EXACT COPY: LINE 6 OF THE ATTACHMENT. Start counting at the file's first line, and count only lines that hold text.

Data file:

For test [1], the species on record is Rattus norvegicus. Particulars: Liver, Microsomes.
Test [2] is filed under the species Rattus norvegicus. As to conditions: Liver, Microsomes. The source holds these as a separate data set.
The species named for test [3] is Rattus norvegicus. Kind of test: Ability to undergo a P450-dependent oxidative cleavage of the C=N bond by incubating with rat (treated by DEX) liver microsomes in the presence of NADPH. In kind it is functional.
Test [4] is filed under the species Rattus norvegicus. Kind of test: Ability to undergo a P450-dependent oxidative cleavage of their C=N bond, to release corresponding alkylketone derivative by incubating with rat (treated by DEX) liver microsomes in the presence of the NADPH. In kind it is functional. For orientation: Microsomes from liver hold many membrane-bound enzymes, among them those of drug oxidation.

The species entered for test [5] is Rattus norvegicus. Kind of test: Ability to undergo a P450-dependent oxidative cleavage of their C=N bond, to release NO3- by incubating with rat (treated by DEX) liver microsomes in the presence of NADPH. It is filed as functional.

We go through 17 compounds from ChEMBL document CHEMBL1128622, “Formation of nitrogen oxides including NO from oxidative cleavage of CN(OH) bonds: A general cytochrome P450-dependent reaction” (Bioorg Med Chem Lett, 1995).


We go through 17 compounds from ChEMBL document CHEMBL1128622, “Formation of nitrogen oxides including NO from oxidative cleavage of CN(OH) bonds: A general cytochrome P450-dependent reaction” (Bioorg Med Chem Lett, 1995).